Can I run Steam Link off a laptop? Answer: You could certainly try, though all it did with the MSI GTX 970M-equipped model I tested on was crash Steam.
Speaking of crashes, if a game ever locks up or needs to install an update or what-have-you, there’s a good chance Steam Link will kick you back to your desktop. If you’re running a dual monitor setup this can be really strange. In my case, Steam Link ended up streaming my two 1080p monitors as one long 3840x1080 desktop with massive black bars on the top and bottom. Not a great experience.
Valve’s promised “lots of updates” between now and launch, which is why this isn’t an official review yet. But they’re playing it overly safe. Steam Link is already the best game streaming device you can buy, and it’s a steal at $50. With a strong network and a powerful PC already in your home, the differences between Steam Link and a full-fledged Steam Machine are negligible—and the Steam Link’s only a fraction of the cost. Is it perfect? No. You’re going to see some compression artifacting, you’re going to encounter latency occasionally, you’re going to drop frames.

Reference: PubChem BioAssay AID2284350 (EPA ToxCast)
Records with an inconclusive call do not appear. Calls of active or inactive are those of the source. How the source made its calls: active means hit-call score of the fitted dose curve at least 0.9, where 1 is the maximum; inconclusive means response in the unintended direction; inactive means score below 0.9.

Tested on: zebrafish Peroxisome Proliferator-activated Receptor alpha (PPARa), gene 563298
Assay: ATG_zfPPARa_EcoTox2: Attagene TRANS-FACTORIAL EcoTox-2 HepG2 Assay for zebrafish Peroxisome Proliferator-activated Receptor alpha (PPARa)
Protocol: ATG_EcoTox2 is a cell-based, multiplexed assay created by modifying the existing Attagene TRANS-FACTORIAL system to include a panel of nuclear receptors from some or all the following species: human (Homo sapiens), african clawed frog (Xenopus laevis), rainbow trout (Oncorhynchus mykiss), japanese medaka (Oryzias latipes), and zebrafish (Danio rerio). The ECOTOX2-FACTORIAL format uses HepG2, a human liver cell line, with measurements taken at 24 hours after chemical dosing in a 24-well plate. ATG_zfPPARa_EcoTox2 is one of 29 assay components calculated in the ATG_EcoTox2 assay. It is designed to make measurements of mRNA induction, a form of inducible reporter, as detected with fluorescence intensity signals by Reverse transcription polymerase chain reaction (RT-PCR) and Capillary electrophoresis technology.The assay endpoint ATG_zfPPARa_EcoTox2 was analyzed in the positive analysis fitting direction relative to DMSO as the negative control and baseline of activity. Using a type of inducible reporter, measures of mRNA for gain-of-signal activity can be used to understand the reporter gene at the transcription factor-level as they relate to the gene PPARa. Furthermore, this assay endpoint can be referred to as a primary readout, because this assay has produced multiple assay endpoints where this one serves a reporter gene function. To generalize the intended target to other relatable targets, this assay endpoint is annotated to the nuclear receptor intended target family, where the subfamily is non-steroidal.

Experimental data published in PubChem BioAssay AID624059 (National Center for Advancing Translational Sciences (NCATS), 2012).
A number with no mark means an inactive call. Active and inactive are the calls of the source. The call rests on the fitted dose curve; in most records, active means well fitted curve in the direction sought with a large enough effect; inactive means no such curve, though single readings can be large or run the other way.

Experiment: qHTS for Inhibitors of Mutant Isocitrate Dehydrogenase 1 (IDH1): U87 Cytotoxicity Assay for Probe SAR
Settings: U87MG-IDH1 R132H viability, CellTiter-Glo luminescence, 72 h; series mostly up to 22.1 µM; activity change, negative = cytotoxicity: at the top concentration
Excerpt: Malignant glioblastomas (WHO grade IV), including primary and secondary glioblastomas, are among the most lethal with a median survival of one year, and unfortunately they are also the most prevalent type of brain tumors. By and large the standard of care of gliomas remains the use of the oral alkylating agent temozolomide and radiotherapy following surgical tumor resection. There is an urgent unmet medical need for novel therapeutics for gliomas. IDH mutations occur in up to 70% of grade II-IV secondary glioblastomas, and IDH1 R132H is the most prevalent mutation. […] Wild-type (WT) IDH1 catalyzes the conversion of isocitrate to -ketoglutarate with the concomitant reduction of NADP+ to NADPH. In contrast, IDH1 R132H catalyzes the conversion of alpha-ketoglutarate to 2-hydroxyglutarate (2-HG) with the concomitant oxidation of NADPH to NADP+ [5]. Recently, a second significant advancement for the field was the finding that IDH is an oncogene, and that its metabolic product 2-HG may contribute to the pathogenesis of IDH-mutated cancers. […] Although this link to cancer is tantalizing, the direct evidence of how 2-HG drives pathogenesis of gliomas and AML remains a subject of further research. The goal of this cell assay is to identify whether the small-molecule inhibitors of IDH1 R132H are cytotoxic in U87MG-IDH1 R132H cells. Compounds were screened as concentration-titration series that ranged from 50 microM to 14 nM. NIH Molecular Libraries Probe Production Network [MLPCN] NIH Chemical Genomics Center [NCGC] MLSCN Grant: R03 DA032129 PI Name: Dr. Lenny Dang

But here’s the deal: From the day you buy a full Steam Machine, it starts to degrade, and the internal hardware becomes increasingly outdated. Steam Link? As Valve further optimizes in-home streaming and as you upgrade your primary PC, the Steam Link experience can only get better, year after year after year.
Editor's note: This article originally published as an impressions piece on October 16, 2015, but was updated to review status on November 10.
Sign up for CIO Asia eNewsletters.